Rodeo and Equestrian Sports



  • Rodeo is a competitive sport with participants of all ages and at all competition levels.

  • Athletes may compete in a single event or multiple events and may attend anywhere from one to four or five events in a single weekend.

  • Most events are derived from skills needed to work cattle.


  • The composite injury rate for professionals is 16.6/1000 competitor exposures and for high school competitors is 8.2/1000 competitor exposures.

  • The incidence of catastrophic injury is around 20/100,000, with a fatality rate of 7.29/100,000.

  • The highest injury rates are found in roughstock events, with bull riding injury rates twofold greater than those in any other major rodeo event.

  • When compared with the injury rates of all other contact sports, bull riding ranks as the most dangerous.



  • Description: An 8-second duration is required for a qualified ride; one arm holds on to the animal, while the other is free and is not allowed to contact the animal. The score is based on the performance of the athlete and animal.

  • Bull riding: The rider hangs onto a rope tied to a bull ( Fig. 100.1A ).

    Figure 100.1, Roughstock events.

  • Saddle bronc: The rider seated in a saddle, holding onto a rope attached to a halter.

  • Bareback riding: The rider holds on to a rigging attached to a horse’s back (see Fig. 100.1B and C ).

  • Steer riding: The rider hangs onto a rope tied to the steer (usually an event for younger athletes before starting bull riding).

Timed Events

Quickest time wins.

  • Steer wrestling: While atop a galloping horse, the athlete slides his or her arms onto the neck of a steer and throws it to the ground.

  • Calf roping: While riding a horse, the athlete ropes a calf, dismounts, and ties three of the four legs together.

  • Team roping: The header ropes the head of a steer, while the heeler ropes the heels.

  • Barrel racing: The rider races around three barrels in a cloverleaf pattern.

  • Steer roping: Similar to calf roping, except with a steer.

  • Goat tying: A youth event similar to calf roping.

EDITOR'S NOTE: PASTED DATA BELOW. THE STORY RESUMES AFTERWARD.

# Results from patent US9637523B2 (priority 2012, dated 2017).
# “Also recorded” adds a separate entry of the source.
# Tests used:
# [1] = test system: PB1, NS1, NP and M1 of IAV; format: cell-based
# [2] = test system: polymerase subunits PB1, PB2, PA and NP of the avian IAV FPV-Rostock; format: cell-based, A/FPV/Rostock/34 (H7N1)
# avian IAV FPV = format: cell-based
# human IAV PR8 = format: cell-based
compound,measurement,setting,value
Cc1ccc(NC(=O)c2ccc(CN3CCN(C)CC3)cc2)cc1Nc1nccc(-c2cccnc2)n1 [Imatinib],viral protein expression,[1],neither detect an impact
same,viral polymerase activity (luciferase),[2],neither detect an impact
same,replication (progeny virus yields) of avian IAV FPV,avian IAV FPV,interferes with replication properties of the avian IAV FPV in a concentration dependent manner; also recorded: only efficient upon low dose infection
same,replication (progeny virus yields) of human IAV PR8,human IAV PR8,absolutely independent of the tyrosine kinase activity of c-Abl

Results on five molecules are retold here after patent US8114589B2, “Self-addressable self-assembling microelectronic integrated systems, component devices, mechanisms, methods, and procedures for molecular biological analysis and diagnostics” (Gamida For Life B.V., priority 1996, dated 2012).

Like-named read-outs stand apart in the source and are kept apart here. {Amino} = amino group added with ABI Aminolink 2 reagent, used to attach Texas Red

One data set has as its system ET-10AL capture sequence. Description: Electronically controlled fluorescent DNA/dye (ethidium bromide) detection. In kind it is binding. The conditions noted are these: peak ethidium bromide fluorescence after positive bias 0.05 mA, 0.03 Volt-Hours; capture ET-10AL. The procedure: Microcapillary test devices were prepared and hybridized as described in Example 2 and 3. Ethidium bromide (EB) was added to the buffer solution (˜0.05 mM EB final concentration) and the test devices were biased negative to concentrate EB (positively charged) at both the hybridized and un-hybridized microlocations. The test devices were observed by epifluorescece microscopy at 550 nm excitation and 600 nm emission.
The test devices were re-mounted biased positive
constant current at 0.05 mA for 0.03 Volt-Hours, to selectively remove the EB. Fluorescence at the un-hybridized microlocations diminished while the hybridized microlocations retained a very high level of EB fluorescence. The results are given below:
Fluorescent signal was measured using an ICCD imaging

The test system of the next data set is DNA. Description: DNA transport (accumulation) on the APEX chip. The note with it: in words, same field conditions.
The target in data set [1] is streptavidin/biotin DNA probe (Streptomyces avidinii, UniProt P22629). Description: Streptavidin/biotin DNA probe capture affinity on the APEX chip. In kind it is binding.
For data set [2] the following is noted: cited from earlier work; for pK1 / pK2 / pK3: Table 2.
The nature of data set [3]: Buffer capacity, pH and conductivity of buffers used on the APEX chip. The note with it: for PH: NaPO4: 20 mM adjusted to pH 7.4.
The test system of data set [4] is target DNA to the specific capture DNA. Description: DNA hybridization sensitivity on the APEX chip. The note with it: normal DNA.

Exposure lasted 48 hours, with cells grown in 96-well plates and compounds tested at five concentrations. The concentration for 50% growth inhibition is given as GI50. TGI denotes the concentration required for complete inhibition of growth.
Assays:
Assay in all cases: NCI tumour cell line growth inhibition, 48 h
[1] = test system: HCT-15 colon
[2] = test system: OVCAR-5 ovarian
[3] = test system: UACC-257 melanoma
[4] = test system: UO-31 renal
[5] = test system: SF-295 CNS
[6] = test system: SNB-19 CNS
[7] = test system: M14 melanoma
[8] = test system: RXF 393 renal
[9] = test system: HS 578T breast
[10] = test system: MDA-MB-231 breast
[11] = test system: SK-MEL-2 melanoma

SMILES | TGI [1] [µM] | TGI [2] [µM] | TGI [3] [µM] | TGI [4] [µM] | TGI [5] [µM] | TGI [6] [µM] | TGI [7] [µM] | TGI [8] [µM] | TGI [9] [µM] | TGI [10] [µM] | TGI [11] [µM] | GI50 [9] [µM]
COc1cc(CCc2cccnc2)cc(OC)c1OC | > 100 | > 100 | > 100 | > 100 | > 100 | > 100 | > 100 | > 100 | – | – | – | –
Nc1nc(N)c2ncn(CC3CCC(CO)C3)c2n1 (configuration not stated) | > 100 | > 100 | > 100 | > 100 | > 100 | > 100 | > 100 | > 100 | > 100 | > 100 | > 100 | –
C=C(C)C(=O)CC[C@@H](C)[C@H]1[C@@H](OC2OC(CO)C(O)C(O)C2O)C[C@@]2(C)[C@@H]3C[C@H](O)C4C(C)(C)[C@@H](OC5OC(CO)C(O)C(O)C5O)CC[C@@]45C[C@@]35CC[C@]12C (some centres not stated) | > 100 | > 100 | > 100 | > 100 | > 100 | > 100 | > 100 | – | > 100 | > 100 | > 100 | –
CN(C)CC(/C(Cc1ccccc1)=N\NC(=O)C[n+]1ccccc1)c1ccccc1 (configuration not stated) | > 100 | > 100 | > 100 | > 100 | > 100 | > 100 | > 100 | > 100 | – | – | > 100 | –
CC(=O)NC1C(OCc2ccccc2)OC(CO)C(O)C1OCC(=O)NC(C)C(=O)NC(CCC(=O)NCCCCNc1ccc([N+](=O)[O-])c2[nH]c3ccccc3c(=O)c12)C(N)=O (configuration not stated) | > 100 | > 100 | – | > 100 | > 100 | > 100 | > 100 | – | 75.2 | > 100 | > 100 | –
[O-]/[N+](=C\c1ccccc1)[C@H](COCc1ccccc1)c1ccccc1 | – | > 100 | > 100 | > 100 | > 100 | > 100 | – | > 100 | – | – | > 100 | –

• Breakaway roping: Similar to calf roping, but the calf is not thrown and tied.

  • Pole bending: Riding a horse through six poles in a pre-established pattern.

  • Cutting: The rider separates a single animal from a herd.


  • Some rodeos are well covered by medical staff and services, but many are not covered at all, or maybe only by an ambulance crew.

  • May be difficult to arrange follow-up care, as many rodeo athletes travel to multiple sites. Acute injuries commonly become chronic because of lack of or inadequate treatment in addition to pressure of competing.

  • Rodeo athletes pay entrance fees to each rodeo; a withdrawal because of injury results in the loss of money. Competition is the best way to acquire skill and leads to greater exposure to risk.

  • An athlete may request a medical release if unable to perform, but medical personnel cannot prevent an athlete from participating.

Common Injuries and Medical Problems

  • Thoracic compression is the most common cause of catastrophic injury.

    • Unknown to what degree a rodeo protective vest reduces injury

  • Roughstock athletes most common injuries: Contusion, concussion, sprains

  • Timed athletes: Sprains, strains, contusions

  • Concussion

    • Many know signs and symptoms of concussion, but may not report to medical staff

    • “Rodeo SCAT” modifies Maddock’s questions to the sport of rodeo. (What rodeo are you at? What was your score/time? Where did you compete last? Who is traveling with you?)

    • Bareback riders experience 46× g of head acceleration, and bull riders experience 26× g (football players experience 21–23× g consistently and may sustain hits of 98–102× g ).

    • In bull riding, helmet use does appear to reduce incidence of both catastrophic injury and fatality, currently required for those 18 years of age and younger, optional for those older than 18.

  • Thumb amputations—combination of crush and avulsion mechanisms occurs in roping athletes, with high incidence of infection and failed replantation

  • Pectoralis major/latissimus dorsi tendon ruptures—occurs in steer wrestling and is managed by surgical fixation

  • Femoral acetabular impingement—exacerbated in the roughstock riding position

  • Chronic neuropraxias

  • Methicillin-resistant Staphylococcus aureus (MRSA)—livestock are frequently colonized; infections can be transmitted in both directions


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